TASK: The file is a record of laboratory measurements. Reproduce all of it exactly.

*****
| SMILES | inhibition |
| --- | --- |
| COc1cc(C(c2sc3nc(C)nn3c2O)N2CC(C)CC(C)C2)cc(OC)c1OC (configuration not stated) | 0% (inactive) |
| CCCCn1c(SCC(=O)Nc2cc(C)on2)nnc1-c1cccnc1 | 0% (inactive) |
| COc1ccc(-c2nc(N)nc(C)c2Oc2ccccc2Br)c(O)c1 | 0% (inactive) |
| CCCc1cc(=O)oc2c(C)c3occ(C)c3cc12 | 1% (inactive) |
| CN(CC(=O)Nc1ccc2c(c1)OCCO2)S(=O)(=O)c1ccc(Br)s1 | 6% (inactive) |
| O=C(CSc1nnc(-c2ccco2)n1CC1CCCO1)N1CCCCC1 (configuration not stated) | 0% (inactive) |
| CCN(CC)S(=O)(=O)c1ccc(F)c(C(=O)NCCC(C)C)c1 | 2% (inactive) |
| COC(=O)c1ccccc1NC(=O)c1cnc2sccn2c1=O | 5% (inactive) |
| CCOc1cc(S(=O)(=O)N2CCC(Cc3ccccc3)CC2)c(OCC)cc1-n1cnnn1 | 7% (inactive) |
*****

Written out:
| SMILES | inhibition |
| --- | --- |
| COc1cc(C(c2sc3nc(C)nn3c2O)N2CC(C)CC(C)C2)cc(OC)c1OC (configuration not stated) | 0% (inactive) |
| CCCCn1c(SCC(=O)Nc2cc(C)on2)nnc1-c1cccnc1 | 0% (inactive) |
| COc1ccc(-c2nc(N)nc(C)c2Oc2ccccc2Br)c(O)c1 | 0% (inactive) |
| CCCc1cc(=O)oc2c(C)c3occ(C)c3cc12 | 1% (inactive) |
| CN(CC(=O)Nc1ccc2c(c1)OCCO2)S(=O)(=O)c1ccc(Br)s1 | 6% (inactive) |
| O=C(CSc1nnc(-c2ccco2)n1CC1CCCO1)N1CCCCC1 (configuration not stated) | 0% (inactive) |
| CCN(CC)S(=O)(=O)c1ccc(F)c(C(=O)NCCC(C)C)c1 | 2% (inactive) |
| COC(=O)c1ccccc1NC(=O)c1cnc2sccn2c1=O | 5% (inactive) |
| CCOc1cc(S(=O)(=O)N2CCC(Cc3ccccc3)CC2)c(OCC)cc1-n1cnnn1 | 7% (inactive) |